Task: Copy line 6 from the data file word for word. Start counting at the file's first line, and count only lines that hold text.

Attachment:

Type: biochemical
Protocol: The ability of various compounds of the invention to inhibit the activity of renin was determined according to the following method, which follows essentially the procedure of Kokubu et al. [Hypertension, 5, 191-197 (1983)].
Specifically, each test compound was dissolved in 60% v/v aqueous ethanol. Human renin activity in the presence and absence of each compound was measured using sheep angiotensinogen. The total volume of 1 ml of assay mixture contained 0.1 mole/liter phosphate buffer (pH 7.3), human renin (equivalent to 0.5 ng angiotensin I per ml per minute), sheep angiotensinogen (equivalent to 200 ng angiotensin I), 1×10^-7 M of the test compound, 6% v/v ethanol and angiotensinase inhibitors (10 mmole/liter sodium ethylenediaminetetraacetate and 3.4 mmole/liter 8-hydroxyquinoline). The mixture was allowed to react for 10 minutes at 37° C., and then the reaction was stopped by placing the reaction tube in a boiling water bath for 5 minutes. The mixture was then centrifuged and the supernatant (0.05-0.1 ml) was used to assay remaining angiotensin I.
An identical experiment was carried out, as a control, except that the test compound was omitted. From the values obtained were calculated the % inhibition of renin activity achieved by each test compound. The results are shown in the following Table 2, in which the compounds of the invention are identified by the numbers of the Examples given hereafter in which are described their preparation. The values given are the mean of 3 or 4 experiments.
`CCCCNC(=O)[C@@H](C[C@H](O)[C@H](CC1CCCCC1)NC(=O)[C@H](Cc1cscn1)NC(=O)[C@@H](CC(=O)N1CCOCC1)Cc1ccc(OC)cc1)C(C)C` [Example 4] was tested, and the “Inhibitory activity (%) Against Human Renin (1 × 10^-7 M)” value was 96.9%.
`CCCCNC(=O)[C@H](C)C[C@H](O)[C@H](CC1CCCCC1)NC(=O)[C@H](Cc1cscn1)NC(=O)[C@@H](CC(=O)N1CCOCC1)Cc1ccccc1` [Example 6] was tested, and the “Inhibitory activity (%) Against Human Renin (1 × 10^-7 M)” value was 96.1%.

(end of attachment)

`CCCCNC(=O)[C@H](C)C[C@H](O)[C@H](CC1CCCCC1)NC(=O)[C@H](Cc1cscn1)NC(=O)[C@@H](CC(=O)N1CCOCC1)Cc1ccccc1` [Example 6] was tested, and the “Inhibitory activity (%) Against Human Renin (1 × 10^-7 M)” value was 96.1%.